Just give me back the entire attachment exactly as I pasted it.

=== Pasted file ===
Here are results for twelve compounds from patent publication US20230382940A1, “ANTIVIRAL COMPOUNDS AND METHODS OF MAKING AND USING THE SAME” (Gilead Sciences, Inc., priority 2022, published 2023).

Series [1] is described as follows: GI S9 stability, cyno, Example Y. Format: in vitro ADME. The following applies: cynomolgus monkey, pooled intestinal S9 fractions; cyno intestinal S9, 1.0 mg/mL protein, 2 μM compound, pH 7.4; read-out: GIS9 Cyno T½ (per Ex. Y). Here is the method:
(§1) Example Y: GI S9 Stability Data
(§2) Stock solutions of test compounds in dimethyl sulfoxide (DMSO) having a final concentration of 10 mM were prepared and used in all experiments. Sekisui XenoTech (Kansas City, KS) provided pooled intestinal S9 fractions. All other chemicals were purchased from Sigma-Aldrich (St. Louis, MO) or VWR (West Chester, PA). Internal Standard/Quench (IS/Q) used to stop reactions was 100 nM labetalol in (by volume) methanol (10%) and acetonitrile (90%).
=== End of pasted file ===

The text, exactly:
Here are results for twelve compounds from patent publication US20230382940A1, “ANTIVIRAL COMPOUNDS AND METHODS OF MAKING AND USING THE SAME” (Gilead Sciences, Inc., priority 2022, published 2023).

Series [1] is described as follows: GI S9 stability, cyno, Example Y. Format: in vitro ADME. The following applies: cynomolgus monkey, pooled intestinal S9 fractions; cyno intestinal S9, 1.0 mg/mL protein, 2 μM compound, pH 7.4; read-out: GIS9 Cyno T½ (per Ex. Y). Here is the method:
(§1) Example Y: GI S9 Stability Data
(§2) Stock solutions of test compounds in dimethyl sulfoxide (DMSO) having a final concentration of 10 mM were prepared and used in all experiments. Sekisui XenoTech (Kansas City, KS) provided pooled intestinal S9 fractions. All other chemicals were purchased from Sigma-Aldrich (St. Louis, MO) or VWR (West Chester, PA). Internal Standard/Quench (IS/Q) used to stop reactions was 100 nM labetalol in (by volume) methanol (10%) and acetonitrile (90%).